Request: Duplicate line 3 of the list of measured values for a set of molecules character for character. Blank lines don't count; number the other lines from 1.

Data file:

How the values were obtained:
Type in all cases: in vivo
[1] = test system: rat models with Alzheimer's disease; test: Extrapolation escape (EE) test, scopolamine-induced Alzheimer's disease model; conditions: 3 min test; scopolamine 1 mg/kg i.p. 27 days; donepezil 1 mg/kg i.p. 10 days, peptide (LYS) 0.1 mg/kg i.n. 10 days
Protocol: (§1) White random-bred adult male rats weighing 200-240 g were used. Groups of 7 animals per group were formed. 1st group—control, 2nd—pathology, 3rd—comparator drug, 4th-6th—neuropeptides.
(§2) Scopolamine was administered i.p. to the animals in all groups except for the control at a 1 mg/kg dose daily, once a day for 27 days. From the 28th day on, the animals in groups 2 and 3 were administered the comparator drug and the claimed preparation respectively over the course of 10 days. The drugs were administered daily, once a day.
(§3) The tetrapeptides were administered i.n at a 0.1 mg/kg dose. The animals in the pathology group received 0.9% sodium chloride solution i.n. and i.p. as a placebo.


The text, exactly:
[1] = test system: rat models with Alzheimer's disease; test: Extrapolation escape (EE) test, scopolamine-induced Alzheimer's disease model; conditions: 3 min test; scopolamine 1 mg/kg i.p. 27 days; donepezil 1 mg/kg i.p. 10 days, peptide (LYS) 0.1 mg/kg i.n. 10 days